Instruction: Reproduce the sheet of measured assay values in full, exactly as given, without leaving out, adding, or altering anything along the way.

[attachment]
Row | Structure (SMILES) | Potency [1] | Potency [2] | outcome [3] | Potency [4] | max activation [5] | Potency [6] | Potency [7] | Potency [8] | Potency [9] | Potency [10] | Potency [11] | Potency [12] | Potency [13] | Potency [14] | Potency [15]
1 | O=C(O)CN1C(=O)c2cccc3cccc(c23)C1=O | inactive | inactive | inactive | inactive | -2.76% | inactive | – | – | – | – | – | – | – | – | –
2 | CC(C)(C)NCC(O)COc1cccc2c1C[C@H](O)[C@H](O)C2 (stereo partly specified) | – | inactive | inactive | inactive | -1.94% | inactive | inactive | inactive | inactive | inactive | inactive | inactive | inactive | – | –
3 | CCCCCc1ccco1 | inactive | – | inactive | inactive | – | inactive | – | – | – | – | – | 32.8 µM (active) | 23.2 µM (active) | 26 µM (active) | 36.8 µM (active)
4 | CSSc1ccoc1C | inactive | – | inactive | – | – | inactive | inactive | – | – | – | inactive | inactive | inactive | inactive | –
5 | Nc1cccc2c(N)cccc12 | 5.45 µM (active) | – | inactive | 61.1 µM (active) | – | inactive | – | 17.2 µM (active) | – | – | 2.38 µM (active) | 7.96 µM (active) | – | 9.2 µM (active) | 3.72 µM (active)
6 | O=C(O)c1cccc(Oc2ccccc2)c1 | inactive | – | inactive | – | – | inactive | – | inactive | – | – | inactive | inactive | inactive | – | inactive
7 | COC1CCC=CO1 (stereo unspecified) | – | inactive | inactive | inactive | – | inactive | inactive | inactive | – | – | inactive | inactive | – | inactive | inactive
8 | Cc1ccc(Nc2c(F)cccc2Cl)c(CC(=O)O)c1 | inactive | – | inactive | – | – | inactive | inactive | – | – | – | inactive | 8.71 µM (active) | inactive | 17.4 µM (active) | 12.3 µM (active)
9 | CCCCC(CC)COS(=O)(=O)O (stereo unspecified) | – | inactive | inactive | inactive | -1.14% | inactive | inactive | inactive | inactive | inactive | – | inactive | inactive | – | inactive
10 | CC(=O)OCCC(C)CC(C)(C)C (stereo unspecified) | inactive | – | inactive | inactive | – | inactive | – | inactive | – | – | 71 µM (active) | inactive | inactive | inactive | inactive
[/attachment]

Row | Structure (SMILES) | Potency [1] | Potency [2] | outcome [3] | Potency [4] | max activation [5] | Potency [6] | Potency [7] | Potency [8] | Potency [9] | Potency [10] | Potency [11] | Potency [12] | Potency [13] | Potency [14] | Potency [15]
1 | O=C(O)CN1C(=O)c2cccc3cccc(c23)C1=O | inactive | inactive | inactive | inactive | -2.76% | inactive | – | – | – | – | – | – | – | – | –
2 | CC(C)(C)NCC(O)COc1cccc2c1C[C@H](O)[C@H](O)C2 (stereo partly specified) | – | inactive | inactive | inactive | -1.94% | inactive | inactive | inactive | inactive | inactive | inactive | inactive | inactive | – | –
3 | CCCCCc1ccco1 | inactive | – | inactive | inactive | – | inactive | – | – | – | – | – | 32.8 µM (active) | 23.2 µM (active) | 26 µM (active) | 36.8 µM (active)
4 | CSSc1ccoc1C | inactive | – | inactive | – | – | inactive | inactive | – | – | – | inactive | inactive | inactive | inactive | –
5 | Nc1cccc2c(N)cccc12 | 5.45 µM (active) | – | inactive | 61.1 µM (active) | – | inactive | – | 17.2 µM (active) | – | – | 2.38 µM (active) | 7.96 µM (active) | – | 9.2 µM (active) | 3.72 µM (active)
6 | O=C(O)c1cccc(Oc2ccccc2)c1 | inactive | – | inactive | – | – | inactive | – | inactive | – | – | inactive | inactive | inactive | – | inactive
7 | COC1CCC=CO1 (stereo unspecified) | – | inactive | inactive | inactive | – | inactive | inactive | inactive | – | – | inactive | inactive | – | inactive | inactive
8 | Cc1ccc(Nc2c(F)cccc2Cl)c(CC(=O)O)c1 | inactive | – | inactive | – | – | inactive | inactive | – | – | – | inactive | 8.71 µM (active) | inactive | 17.4 µM (active) | 12.3 µM (active)
9 | CCCCC(CC)COS(=O)(=O)O (stereo unspecified) | – | inactive | inactive | inactive | -1.14% | inactive | inactive | inactive | inactive | inactive | – | inactive | inactive | – | inactive
10 | CC(=O)OCCC(C)CC(C)(C)C (stereo unspecified) | inactive | – | inactive | inactive | – | inactive | – | inactive | – | – | 71 µM (active) | inactive | inactive | inactive | inactive